A superb pavilion had been prepared upon the frontier near Kehl. It consisted of a vast salon, connected with two apartments, one of which was assigned to the lords and ladies of the Court of Vienna, and the other to the suite of the Dauphiness, composed of the Comtesse de Noailles, her lady of honour; the Duchesse de Cosse, her dame d’atours; four ladies of the palace; the Comte de Saulx-Tavannes, chevalier d’honneur; the Comte de Tesse, first equerry; the Bishop of Chartres, first almoner; the officers of the Body Guard, and the equerries.
When the Dauphiness had been entirely undressed, in order that she might retain nothing belonging to a foreign Court (an etiquette always observed on such an occasion), the doors were opened; the young Princess came forward, looking round for the Comtesse de Noailles; then, rushing into her arms, she implored her, with tears in her eyes, and with heartfelt sincerity, to be her guide and support.
While doing justice to the virtues of the Comtesse de Noailles, those sincerely attached to the Queen have always considered it as one of her earliest misfortunes not to have found, in the person of her adviser, a woman indulgent, enlightened, and administering good advice with that amiability which disposes young persons to follow it. The Comtesse de Noailles had nothing agreeable in her appearance; her demeanour was stiff and her mien severe. She was perfect mistress of etiquette; but she wearied the young Princess with it, without making her sensible of its importance. It would have been sufficient to represent to the Dauphiness that in France her dignity depended much upon customs not necessary at Vienna to secure the respect and love of the good and submissive Austrians for the imperial family; but the Dauphiness was perpetually tormented by the remonstrances of the Comtesse de Noailles, and at the same time was led by the Abbe de Vermond to ridicule both the lessons upon etiquette and her who gave them. She preferred raillery to argument, and nicknamed the Comtesse de Noailles Madame l’Etiquette.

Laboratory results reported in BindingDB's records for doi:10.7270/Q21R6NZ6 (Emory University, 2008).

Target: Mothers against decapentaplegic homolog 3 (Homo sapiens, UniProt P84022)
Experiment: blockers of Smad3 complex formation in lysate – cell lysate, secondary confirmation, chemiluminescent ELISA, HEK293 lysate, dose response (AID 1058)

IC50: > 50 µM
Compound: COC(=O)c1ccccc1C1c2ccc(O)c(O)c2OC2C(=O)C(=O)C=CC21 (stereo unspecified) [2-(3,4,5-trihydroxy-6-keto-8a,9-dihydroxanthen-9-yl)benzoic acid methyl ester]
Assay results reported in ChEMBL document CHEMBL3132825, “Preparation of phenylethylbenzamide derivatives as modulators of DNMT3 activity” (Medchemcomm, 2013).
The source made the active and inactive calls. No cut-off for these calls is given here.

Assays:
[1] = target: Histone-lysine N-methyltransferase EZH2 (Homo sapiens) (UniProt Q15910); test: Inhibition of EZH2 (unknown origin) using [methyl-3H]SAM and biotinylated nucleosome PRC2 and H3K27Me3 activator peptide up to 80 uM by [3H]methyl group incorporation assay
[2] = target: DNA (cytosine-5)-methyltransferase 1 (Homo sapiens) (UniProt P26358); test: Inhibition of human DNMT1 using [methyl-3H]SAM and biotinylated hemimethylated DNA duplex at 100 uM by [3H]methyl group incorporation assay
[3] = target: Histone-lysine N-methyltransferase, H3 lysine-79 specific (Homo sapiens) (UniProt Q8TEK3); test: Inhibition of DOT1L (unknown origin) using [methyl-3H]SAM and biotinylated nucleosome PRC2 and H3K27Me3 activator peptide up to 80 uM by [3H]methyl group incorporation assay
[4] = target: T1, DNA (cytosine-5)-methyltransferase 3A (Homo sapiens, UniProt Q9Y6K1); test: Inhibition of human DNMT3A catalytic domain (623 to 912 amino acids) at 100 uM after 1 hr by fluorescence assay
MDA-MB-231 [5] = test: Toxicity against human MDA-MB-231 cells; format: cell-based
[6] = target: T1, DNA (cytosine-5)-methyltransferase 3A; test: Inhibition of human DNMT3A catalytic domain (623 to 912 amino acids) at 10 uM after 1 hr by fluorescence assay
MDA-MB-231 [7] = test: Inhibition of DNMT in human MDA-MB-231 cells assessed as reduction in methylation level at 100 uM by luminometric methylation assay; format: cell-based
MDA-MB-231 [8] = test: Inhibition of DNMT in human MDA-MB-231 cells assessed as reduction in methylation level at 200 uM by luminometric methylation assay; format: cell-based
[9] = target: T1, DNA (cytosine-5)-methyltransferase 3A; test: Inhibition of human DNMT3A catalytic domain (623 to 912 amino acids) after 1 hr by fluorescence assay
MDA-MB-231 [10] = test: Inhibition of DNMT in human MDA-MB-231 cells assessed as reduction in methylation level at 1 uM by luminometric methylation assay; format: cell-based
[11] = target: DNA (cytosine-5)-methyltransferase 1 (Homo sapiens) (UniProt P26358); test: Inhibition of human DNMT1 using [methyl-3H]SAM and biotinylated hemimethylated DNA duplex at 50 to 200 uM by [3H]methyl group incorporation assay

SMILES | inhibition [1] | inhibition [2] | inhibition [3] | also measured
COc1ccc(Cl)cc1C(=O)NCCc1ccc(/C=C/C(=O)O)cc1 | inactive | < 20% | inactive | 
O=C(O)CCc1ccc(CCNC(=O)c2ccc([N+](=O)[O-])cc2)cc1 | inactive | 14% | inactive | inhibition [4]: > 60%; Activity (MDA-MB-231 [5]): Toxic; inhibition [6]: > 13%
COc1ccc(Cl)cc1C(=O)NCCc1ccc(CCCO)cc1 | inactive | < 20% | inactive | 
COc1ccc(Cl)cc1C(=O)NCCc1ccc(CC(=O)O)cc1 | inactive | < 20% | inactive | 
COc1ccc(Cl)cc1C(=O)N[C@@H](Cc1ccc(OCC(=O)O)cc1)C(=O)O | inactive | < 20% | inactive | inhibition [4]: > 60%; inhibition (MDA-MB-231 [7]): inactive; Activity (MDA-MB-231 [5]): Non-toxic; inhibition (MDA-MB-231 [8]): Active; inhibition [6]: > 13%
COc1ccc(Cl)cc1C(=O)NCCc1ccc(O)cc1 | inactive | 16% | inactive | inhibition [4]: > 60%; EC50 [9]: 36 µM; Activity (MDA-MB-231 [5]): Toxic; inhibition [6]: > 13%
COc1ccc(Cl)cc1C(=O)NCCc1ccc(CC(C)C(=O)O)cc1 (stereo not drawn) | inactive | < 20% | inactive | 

The fetes which were given at Versailles on the marriage of the Dauphin were very splendid. The Dauphiness arrived there at the hour for her toilet, having slept at La Muette, where Louis XV. had been to receive her; and where that Prince, blinded by a feeling unworthy of a sovereign and the father of a family, caused the young Princess, the royal family, and the ladies of the Court, to sit down to supper with Madame du Barry.
The Dauphiness was hurt at this conduct; she spoke of it openly enough to those with whom she was intimate, but she knew how to conceal her dissatisfaction in public, and her behaviour showed no signs of it.
She was received at Versailles in an apartment on the ground floor, under that of the late Queen, which was not ready for her until six months after her marriage.